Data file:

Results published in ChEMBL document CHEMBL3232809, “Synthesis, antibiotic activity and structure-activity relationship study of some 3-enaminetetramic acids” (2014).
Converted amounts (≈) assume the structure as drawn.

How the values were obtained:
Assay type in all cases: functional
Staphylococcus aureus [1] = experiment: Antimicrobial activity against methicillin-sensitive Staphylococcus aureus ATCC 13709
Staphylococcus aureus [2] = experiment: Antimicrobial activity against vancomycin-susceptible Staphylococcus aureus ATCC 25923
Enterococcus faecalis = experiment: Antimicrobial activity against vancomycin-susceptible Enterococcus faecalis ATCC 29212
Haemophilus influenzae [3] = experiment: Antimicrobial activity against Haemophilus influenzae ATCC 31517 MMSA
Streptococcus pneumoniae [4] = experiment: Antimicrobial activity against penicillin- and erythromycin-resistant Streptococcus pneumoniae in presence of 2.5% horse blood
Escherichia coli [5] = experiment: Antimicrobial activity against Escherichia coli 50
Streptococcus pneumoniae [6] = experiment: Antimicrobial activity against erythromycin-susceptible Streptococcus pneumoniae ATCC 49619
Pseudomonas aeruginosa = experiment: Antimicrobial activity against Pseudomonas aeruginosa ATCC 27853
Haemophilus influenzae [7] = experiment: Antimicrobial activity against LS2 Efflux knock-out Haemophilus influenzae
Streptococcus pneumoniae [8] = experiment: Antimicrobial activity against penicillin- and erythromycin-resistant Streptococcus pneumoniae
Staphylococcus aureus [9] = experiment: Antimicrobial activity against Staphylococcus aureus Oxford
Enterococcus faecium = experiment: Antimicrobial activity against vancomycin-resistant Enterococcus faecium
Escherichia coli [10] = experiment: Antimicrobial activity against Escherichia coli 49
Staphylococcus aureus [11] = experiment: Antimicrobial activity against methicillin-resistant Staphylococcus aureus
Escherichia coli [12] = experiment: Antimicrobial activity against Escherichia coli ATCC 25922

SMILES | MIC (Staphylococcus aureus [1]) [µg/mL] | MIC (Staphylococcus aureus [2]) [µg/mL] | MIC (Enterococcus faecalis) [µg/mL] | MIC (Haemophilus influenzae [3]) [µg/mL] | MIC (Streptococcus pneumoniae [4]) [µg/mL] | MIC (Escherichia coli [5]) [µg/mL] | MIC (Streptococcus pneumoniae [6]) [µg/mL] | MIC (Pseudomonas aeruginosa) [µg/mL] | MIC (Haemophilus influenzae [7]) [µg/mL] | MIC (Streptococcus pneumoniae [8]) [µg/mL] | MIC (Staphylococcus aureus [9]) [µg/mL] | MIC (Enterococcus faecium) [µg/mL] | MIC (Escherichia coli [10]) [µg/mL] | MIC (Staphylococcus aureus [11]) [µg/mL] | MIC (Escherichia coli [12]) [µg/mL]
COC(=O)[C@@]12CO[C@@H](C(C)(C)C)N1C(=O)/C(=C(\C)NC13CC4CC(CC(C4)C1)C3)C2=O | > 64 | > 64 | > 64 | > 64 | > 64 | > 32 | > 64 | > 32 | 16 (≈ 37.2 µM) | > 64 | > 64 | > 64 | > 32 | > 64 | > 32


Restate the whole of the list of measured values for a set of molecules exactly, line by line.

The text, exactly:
Results published in ChEMBL document CHEMBL3232809, “Synthesis, antibiotic activity and structure-activity relationship study of some 3-enaminetetramic acids” (2014).
Converted amounts (≈) assume the structure as drawn.

How the values were obtained:
Assay type in all cases: functional
Staphylococcus aureus [1] = experiment: Antimicrobial activity against methicillin-sensitive Staphylococcus aureus ATCC 13709
Staphylococcus aureus [2] = experiment: Antimicrobial activity against vancomycin-susceptible Staphylococcus aureus ATCC 25923
Enterococcus faecalis = experiment: Antimicrobial activity against vancomycin-susceptible Enterococcus faecalis ATCC 29212
Haemophilus influenzae [3] = experiment: Antimicrobial activity against Haemophilus influenzae ATCC 31517 MMSA
Streptococcus pneumoniae [4] = experiment: Antimicrobial activity against penicillin- and erythromycin-resistant Streptococcus pneumoniae in presence of 2.5% horse blood
Escherichia coli [5] = experiment: Antimicrobial activity against Escherichia coli 50
Streptococcus pneumoniae [6] = experiment: Antimicrobial activity against erythromycin-susceptible Streptococcus pneumoniae ATCC 49619
Pseudomonas aeruginosa = experiment: Antimicrobial activity against Pseudomonas aeruginosa ATCC 27853
Haemophilus influenzae [7] = experiment: Antimicrobial activity against LS2 Efflux knock-out Haemophilus influenzae
Streptococcus pneumoniae [8] = experiment: Antimicrobial activity against penicillin- and erythromycin-resistant Streptococcus pneumoniae
Staphylococcus aureus [9] = experiment: Antimicrobial activity against Staphylococcus aureus Oxford
Enterococcus faecium = experiment: Antimicrobial activity against vancomycin-resistant Enterococcus faecium
Escherichia coli [10] = experiment: Antimicrobial activity against Escherichia coli 49
Staphylococcus aureus [11] = experiment: Antimicrobial activity against methicillin-resistant Staphylococcus aureus
Escherichia coli [12] = experiment: Antimicrobial activity against Escherichia coli ATCC 25922

SMILES | MIC (Staphylococcus aureus [1]) [µg/mL] | MIC (Staphylococcus aureus [2]) [µg/mL] | MIC (Enterococcus faecalis) [µg/mL] | MIC (Haemophilus influenzae [3]) [µg/mL] | MIC (Streptococcus pneumoniae [4]) [µg/mL] | MIC (Escherichia coli [5]) [µg/mL] | MIC (Streptococcus pneumoniae [6]) [µg/mL] | MIC (Pseudomonas aeruginosa) [µg/mL] | MIC (Haemophilus influenzae [7]) [µg/mL] | MIC (Streptococcus pneumoniae [8]) [µg/mL] | MIC (Staphylococcus aureus [9]) [µg/mL] | MIC (Enterococcus faecium) [µg/mL] | MIC (Escherichia coli [10]) [µg/mL] | MIC (Staphylococcus aureus [11]) [µg/mL] | MIC (Escherichia coli [12]) [µg/mL]
COC(=O)[C@@]12CO[C@@H](C(C)(C)C)N1C(=O)/C(=C(\C)NC13CC4CC(CC(C4)C1)C3)C2=O | > 64 | > 64 | > 64 | > 64 | > 64 | > 32 | > 64 | > 32 | 16 (≈ 37.2 µM) | > 64 | > 64 | > 64 | > 32 | > 64 | > 32